Samples for chromatographic purification should be clear and free from particulate matter. Simple steps to clarify a sample before beginning purification will avoid clogging the column, can reduce the need for stringent washing procedures, and can extend the life of the chromatographic medium.
Sample extraction procedures and the selection of buffers, additives, and detergents are determined largely by the source of the material, the stability of the target molecule, the chromatographic techniques that will be employed, and the intended use of the product. These subjects are dealt with in general terms in the Protein Purification Handbook and more specifically according to target molecule in the Recombinant Protein Handbook, and Antibody Purification Handbook, available from Cytiva.
Centrifugation and filtration are standard laboratory techniques for sample clarification and are used routinely when handling small samples.
It is highly recommended to centrifuge and filter any sample immediately before chromatographic purification.
Centrifugation removes lipids and particulate matter, such as cell debris. If the sample is still not clear after centrifugation, use filter paper or a 5 μm filter as a first step and one of the filters below as a second step filter.
Filtration removes particulate matter. Membrane filters that give the least amount of nonspecific binding of proteins are composed of cellulose acetate or PVDF.
For sample preparation before chromatography, select a filter pore size in relation to the bead size of the chromatographic medium (Table A3.1).
Check the recovery of the target protein in a test run. Some proteins can adsorb nonspecifically to filter surfaces.
Details taken from: Scopes R.K., Protein Purification, Principles and Practice, Springer, (1994), J.C. Janson and L. Rydén, Protein Purification, Principles, High Resolution Methods and Applications, 2nd ed. Wiley Inc, (1998) and other sources.
Specific sample preparation steps might be required if the crude sample is known to contain contaminants such as lipids, lipoproteins, or phenol red, which can build up on a column. Sample preparation can also be required if certain gross impurities, such as bulk protein, need be removed before any chromatographic step.
Fractional precipitation is occasionally used at laboratory scale to remove gross impurities but is generally not required in purification of affinity-tagged proteins. In some cases, precipitation can be useful as a combined protein concentration and purification step.
Precipitation techniques separate fractions by the principle of differential solubility. For example, because protein species differ in their degree of hydrophobicity, increased salt concentrations can enhance hydrophobic interactions between the proteins and cause precipitation. Fractional precipitation can be applied to remove gross impurities in three different ways, as shown in Figure A3.1.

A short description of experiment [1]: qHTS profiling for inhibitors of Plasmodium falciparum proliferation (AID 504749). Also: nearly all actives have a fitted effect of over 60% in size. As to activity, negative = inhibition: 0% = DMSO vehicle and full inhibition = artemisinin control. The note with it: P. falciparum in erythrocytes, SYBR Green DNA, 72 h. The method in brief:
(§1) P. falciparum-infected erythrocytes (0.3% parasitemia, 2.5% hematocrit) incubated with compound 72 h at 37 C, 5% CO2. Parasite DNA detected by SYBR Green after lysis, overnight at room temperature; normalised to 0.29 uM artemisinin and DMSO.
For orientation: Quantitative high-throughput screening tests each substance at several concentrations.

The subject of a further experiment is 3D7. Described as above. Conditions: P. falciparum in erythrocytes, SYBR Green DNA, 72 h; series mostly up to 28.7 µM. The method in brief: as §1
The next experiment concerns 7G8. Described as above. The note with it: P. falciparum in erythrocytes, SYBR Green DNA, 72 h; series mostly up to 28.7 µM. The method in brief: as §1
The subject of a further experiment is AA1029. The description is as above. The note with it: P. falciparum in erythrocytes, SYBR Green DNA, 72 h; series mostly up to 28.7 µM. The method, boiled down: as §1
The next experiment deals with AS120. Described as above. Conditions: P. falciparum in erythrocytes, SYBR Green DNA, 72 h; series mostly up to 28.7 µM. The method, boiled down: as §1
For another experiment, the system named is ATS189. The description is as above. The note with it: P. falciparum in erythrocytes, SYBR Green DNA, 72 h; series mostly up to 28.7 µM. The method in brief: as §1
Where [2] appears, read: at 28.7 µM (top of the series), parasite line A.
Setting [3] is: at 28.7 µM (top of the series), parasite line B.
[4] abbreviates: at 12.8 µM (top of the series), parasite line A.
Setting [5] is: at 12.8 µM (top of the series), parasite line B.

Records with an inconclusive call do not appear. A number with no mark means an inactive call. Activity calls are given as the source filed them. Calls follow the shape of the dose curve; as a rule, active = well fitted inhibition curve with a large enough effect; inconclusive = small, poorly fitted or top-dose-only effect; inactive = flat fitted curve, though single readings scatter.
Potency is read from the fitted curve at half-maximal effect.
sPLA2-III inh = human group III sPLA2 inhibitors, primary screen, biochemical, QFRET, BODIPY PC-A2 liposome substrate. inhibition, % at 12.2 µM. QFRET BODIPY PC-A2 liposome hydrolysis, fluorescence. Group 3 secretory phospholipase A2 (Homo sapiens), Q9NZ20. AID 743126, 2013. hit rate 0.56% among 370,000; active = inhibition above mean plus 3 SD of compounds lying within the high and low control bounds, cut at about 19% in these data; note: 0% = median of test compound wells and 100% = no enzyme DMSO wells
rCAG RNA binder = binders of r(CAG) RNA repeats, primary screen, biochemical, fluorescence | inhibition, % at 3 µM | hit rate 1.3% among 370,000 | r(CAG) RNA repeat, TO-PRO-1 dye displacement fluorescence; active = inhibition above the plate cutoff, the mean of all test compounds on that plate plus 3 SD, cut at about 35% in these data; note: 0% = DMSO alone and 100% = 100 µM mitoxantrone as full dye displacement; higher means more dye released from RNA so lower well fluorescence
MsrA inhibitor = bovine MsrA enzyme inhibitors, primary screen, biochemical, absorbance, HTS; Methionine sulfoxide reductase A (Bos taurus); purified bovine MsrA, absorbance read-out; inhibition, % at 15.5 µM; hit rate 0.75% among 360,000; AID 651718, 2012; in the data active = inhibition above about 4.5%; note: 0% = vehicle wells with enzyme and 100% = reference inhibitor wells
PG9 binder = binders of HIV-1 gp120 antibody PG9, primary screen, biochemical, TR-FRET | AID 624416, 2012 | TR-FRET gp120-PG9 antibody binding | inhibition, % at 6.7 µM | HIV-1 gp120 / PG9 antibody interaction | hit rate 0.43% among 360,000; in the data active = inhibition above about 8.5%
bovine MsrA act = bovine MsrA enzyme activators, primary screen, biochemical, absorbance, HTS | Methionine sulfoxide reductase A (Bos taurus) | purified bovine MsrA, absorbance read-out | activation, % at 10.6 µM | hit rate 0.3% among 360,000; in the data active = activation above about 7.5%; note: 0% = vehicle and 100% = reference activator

Figure A3.1.Three ways to use precipitaion.
Precipitation techniques can be affected by temperature, pH, and sample concentration.
These parameters must be controlled to ensure reproducible results.
Most precipitation techniques are not suitable for large-scale preparation.
Details taken from: Scopes R.K., Protein Purification, Principles and Practice, Springer, (1994), J.C. Janson and L. Rydén, Protein Purification, Principles, High Resolution Methods and Applications, 2nd ed. Wiley Inc, (1998).
Ammonium sulfate precipitation is frequently used for initial sample concentration and clean up. As the concentration of the salt is increased, proteins will begin to “salt out.” Different proteins salt out at different concentrations, a process that can be taken advantage of to remove contaminating proteins from the crude extract. The salt concentration needs to be optimized to remove contaminants and not the desired protein. An additional step with increased salt concentration should then precipitate the target protein. If the target protein cannot be safely precipitated and redissolved, only the first step should be employed. HIC is often an excellent next purification step, as the sample already contains a high salt concentration and can be applied directly to the HIC column with little or no additional preparation. The elevated salt level enhances the interaction between the hydrophobic components of the sample and the chromatography medium.
Some proteins can be damaged by ammonium sulfate. Take care when adding crystalline ammonium sulfate: high local concentrations can cause contamination of the precipitate with unwanted proteins.
For routine, reproducible purification, precipitation with ammonium sulfate should be avoided in favor of chromatography.
In general, precipitation is rarely effective for protein concentrations below 1 mg/mL.
*The percentage saturation can be adjusted either to precipitate a target molecule or to precipitate contaminants.
The quantity of ammonium sulfate required to reach a given degree of saturation varies according to temperature. Table A3.4 shows the quantities required at 20 °C.
Lipoproteins and other lipid material can rapidly clog chromatography columns and it is advisable to remove them before beginning purification. Precipitation agents such as dextran sulfate and polyvinylpyrrolidine, described under Fractional precipitation, are recommended to remove high levels of lipoproteins from samples such as ascites fluid.
Centrifuge samples to avoid the risk of nonspecific binding of the target molecule to a filter.
Samples such as serum can be filtered through glass wool to remove remaining lipids.
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